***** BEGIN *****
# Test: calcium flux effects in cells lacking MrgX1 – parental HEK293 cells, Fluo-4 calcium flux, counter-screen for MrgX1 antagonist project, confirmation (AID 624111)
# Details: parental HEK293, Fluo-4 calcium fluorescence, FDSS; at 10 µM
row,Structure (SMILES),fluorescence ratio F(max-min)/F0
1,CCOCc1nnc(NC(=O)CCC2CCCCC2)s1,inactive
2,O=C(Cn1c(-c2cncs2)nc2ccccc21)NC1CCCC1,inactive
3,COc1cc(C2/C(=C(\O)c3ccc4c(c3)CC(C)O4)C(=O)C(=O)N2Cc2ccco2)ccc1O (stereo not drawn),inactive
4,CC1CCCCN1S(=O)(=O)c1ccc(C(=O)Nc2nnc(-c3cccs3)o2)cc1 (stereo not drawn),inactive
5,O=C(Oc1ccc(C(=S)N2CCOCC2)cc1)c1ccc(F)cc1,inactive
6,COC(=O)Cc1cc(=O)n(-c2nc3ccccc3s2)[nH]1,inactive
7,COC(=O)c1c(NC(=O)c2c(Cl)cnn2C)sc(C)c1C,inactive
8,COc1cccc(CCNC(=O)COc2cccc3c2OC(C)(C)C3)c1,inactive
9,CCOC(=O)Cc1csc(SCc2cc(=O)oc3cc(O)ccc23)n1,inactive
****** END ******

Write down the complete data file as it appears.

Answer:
# Test: calcium flux effects in cells lacking MrgX1 – parental HEK293 cells, Fluo-4 calcium flux, counter-screen for MrgX1 antagonist project, confirmation (AID 624111)
# Details: parental HEK293, Fluo-4 calcium fluorescence, FDSS; at 10 µM
row,Structure (SMILES),fluorescence ratio F(max-min)/F0
1,CCOCc1nnc(NC(=O)CCC2CCCCC2)s1,inactive
2,O=C(Cn1c(-c2cncs2)nc2ccccc21)NC1CCCC1,inactive
3,COc1cc(C2/C(=C(\O)c3ccc4c(c3)CC(C)O4)C(=O)C(=O)N2Cc2ccco2)ccc1O (stereo not drawn),inactive
4,CC1CCCCN1S(=O)(=O)c1ccc(C(=O)Nc2nnc(-c3cccs3)o2)cc1 (stereo not drawn),inactive
5,O=C(Oc1ccc(C(=S)N2CCOCC2)cc1)c1ccc(F)cc1,inactive
6,COC(=O)Cc1cc(=O)n(-c2nc3ccccc3s2)[nH]1,inactive
7,COC(=O)c1c(NC(=O)c2c(Cl)cnn2C)sc(C)c1C,inactive
8,COc1cccc(CCNC(=O)COc2cccc3c2OC(C)(C)C3)c1,inactive
9,CCOC(=O)Cc1csc(SCc2cc(=O)oc3cc(O)ccc23)n1,inactive